Rhetorical Devices #3 Arizona Jefferson

Ad Hominem

add ho-mi-nem

Definition: an attack directed against a person rather than the position they are maintaining.

Example: “How can you argue your case for vegetarianism when you are enjoying your steak?”

Allusion

uh-loo-zhuh n

Definition: an expression that recalls another work in history, or a famous person.

Example: “When she lost her job, she acted like a Scrooge, and refused to buy anything that wasn’t necessary.”

Analogy

an-a-lo-ge

Definition: a similarity between like features of two things

Example: Basil is to herb as oak is to tree

Antithesis

an-tith-uh-seez

Definition: an opposition to your claim or another's claim

Example: "Speech is silver, but silence is gold."

Aphorism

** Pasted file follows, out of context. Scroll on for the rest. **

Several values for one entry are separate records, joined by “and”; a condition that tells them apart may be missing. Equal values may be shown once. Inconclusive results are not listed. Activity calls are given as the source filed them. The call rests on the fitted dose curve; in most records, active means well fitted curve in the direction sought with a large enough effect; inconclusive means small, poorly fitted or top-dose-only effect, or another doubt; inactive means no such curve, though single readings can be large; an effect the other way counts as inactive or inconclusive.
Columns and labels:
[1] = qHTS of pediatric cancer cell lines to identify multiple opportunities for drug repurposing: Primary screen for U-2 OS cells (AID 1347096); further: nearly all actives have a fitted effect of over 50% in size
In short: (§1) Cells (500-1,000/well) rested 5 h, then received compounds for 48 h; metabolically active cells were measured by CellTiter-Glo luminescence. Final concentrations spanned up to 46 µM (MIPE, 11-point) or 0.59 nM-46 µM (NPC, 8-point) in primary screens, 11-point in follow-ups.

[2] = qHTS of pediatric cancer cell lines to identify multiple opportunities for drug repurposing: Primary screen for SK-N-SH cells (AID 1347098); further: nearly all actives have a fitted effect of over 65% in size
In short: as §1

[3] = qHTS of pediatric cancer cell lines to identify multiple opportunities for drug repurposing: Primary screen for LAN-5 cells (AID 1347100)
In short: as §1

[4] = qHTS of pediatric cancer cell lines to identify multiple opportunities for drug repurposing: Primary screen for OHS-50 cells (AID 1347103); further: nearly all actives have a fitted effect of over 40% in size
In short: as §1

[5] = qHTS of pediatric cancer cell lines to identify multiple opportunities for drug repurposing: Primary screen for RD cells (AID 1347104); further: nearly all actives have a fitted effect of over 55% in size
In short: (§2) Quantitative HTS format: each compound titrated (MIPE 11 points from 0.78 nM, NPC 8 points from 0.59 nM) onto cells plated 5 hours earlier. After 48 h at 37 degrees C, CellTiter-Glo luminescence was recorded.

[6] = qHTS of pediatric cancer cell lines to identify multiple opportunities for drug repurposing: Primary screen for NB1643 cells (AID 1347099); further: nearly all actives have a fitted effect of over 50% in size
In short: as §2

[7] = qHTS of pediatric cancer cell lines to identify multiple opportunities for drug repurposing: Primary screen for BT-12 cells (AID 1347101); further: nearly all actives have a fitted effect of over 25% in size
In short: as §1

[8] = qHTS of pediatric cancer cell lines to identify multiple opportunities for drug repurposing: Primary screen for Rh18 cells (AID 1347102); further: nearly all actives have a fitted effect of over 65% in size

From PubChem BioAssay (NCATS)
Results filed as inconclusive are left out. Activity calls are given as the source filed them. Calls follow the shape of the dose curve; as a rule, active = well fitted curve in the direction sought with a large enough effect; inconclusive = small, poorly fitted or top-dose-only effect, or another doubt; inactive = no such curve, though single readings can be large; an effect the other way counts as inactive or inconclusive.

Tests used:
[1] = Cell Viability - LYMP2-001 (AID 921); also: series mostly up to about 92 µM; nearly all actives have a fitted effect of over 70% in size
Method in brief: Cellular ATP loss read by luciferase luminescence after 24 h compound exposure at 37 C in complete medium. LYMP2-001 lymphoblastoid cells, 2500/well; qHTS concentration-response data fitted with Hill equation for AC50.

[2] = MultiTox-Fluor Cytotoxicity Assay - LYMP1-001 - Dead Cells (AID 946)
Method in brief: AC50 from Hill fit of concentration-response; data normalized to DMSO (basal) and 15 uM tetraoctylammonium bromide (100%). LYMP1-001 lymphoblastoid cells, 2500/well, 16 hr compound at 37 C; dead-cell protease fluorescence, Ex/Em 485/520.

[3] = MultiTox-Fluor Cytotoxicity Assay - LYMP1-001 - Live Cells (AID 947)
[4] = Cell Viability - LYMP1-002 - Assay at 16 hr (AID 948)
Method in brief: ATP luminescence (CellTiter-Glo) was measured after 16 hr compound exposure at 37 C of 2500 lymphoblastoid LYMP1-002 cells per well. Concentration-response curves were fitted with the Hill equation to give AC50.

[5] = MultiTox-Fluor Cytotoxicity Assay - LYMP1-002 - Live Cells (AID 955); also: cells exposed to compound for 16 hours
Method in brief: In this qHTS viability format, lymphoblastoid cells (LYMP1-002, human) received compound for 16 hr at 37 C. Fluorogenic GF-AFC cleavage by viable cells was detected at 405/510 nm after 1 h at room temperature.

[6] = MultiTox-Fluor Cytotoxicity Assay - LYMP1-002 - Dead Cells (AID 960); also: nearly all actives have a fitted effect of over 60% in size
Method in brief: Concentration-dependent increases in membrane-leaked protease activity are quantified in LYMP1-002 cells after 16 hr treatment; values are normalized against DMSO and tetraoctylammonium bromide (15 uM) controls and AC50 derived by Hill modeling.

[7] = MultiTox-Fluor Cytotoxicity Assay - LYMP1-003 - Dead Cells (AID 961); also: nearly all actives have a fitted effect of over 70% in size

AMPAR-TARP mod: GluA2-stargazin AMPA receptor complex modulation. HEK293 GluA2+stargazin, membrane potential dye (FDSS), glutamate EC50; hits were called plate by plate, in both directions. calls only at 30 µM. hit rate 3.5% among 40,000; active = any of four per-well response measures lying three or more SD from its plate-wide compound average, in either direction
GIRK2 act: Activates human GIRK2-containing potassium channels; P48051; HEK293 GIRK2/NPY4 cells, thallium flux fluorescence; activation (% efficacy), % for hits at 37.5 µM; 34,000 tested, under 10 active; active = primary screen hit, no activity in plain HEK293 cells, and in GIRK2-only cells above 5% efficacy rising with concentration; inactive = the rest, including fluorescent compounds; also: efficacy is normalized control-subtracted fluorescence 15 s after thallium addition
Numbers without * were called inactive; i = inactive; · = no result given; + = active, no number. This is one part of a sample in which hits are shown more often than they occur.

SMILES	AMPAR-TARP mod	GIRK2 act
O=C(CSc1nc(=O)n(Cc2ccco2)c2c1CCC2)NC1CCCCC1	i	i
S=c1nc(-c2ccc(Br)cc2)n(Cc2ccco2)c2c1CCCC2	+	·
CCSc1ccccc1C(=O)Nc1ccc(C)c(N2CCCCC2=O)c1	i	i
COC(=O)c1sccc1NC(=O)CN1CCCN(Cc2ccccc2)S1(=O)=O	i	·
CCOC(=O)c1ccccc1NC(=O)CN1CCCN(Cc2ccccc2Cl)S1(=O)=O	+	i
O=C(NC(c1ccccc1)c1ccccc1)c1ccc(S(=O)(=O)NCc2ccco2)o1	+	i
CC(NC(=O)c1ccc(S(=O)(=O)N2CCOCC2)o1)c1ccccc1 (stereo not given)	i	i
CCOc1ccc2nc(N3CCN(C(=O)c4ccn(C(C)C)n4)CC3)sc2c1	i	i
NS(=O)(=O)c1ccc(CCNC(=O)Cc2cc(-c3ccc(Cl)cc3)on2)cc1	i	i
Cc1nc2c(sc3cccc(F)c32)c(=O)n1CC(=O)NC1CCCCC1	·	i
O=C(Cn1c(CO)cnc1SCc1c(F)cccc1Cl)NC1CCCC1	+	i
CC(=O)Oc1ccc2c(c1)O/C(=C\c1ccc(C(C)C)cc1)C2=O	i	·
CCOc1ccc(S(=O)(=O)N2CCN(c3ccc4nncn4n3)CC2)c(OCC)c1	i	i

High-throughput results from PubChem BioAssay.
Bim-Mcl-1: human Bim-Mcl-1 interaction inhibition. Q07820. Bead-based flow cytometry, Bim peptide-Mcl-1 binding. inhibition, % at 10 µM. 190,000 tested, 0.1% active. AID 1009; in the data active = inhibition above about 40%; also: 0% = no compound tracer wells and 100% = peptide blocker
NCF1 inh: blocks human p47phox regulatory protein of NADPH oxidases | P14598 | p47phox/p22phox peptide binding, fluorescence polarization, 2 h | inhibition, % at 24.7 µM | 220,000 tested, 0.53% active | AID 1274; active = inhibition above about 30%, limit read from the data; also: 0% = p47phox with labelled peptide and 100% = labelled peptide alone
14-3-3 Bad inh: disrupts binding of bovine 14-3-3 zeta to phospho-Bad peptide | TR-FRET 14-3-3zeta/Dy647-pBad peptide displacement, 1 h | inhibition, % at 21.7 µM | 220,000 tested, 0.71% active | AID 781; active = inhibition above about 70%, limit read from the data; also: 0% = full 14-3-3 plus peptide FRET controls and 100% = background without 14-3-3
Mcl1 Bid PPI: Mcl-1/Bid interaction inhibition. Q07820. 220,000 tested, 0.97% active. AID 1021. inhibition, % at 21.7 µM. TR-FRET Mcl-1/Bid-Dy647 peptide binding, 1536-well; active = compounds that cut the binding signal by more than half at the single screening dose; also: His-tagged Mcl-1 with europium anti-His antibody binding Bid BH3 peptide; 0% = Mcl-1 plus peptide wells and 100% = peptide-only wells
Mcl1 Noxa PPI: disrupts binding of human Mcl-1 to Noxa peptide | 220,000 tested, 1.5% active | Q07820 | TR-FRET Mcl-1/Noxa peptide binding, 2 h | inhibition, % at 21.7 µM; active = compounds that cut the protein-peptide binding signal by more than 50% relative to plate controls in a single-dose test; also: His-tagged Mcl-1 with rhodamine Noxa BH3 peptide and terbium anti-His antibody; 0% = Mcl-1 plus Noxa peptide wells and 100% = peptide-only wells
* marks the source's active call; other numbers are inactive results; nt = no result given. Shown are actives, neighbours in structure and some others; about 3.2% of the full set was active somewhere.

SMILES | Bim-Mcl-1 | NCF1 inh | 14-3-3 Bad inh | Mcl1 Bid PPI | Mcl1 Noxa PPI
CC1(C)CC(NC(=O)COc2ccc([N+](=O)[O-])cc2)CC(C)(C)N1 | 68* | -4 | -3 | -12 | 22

af-uh-riz-uh m

Definition: a statement that contains opinions or truth.

Example: "There's no time like the present."

Ignorance Argument

ig- nor- ance ar-gu-ment

Definition: an argument that something is true because it hasn't been proven false.

Example: "To this very day (at the time of this writing), science has been unable to create life from non-life; therefore, life must be a result of divine intervention."

Bandwagon

band-wag-uh n

Definition: following the crowd fallacy.

Example: "Marcus wants to go to a small community college close to home, but most of the kids in his class are applying to larger colleges out of state. Marcus decides that he should also apply to those colleges."

Begging the Question

beg-ging the qu-est-ion

Definition: an argument that occurs when the speaker states a claim that uses a word that needs to be defined.

Example: "Killing people is wrong, so the death penalty is wrong."

Connotation

kon-uh-tey-shuh n

Definition: meaning of a word in addition to its meaning

Example: "Home suggests family, comfort and security."

Denotation

dee-noh-tey-shuh n

Definition: the literal meaning of a word in contrast to what the word suggests.

Example: "Rose-literally a type of flower. Used as a symbol for love and beauty."

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